A close-up look at the Australian's purpose-built ride
Australian's 2015 Tinkoff-Saxo team bike
Winner of the 2015 Tour Down Under
New and old kicks and lids seen at WorldTour race
Alberto Contador awaits the start of the Volta ao Algarve.
Rules on doping need to be rethought says Spaniard
Alberto Contador (Saxo Bank) has suggested that the regulations on doping need to be revised in order to bring them into line with recent advances in testing technology. Speaking to AS following the Spanish federation’s judgment that his one-year ban for doping should be overturned, Contador described the decision as “a great step forwards for our sport”.
Contador was responding to a question about comments made by Tom Boonen that suggested that it had been an injustice that the Spaniard’s ban had not been confirmed. “I don’t know if he said that, but what he should do is look at this from another perspective: the decision to absolve me is a great step forwards for our sport. I have managed to prevent an injustice being committed, and institutions ought to take this as a starting point to prevent other injustices taking place. My case will turn out to be very important for cycling.”
Asked to clarify his point, Contador added: “There needs to be a change to the anti-doping norms. Technology has advanced considerably, but the rules haven’t advanced with it. The rules ought to complement the technology, and I think that they have to revise some of them in the short term.”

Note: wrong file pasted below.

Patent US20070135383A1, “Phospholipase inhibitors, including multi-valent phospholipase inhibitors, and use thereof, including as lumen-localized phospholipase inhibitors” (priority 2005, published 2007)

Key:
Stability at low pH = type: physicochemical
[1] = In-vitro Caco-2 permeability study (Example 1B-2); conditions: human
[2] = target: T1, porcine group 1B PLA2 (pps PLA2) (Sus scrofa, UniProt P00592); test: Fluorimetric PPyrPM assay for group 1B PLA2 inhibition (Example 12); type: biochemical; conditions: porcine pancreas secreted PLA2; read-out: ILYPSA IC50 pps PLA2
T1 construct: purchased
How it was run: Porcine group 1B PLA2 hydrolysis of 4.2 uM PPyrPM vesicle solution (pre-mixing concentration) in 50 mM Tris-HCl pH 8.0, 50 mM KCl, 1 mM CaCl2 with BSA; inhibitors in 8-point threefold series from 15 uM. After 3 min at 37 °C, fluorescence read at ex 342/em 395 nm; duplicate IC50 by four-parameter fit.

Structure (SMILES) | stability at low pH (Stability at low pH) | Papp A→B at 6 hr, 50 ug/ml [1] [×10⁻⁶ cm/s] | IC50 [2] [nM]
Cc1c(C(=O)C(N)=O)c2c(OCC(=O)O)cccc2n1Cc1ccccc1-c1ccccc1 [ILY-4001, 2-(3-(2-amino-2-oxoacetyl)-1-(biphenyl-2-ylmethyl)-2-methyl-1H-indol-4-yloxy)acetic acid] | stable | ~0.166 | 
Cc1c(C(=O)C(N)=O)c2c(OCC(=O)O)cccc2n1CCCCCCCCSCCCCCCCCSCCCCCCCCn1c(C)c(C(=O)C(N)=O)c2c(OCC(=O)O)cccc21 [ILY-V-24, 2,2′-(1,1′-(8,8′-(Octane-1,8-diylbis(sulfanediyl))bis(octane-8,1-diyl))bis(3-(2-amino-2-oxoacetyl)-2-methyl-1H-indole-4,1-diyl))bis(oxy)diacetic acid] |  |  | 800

Pressed for his opinion on widespread criticism of his absolution and particularly suggestions that he had received favourable treatment from his own federation, Contador replied: “It’s in no way a nationalist or patriotic resolution simply because I’ve been absolved by the competitions committee of the Spanish federation. This has been a juridical and scientific process and on the basis of the data that
is available on the internet they have exonerated me.”
Contador said he was not concerning himself too much with the prospect that the UCI and WADA might decide to appeal the verdict.
“That’s their right and they have got a month to do so. Nevertheless, I feel a lot more relaxed and we will continue working on this in the knowledge that there might be an appeal. If there is, the Court of Arbitration for Sport will have a magnificent opportunity to corroborate the ruling and there will also be a chance to reform the anti-doping code.”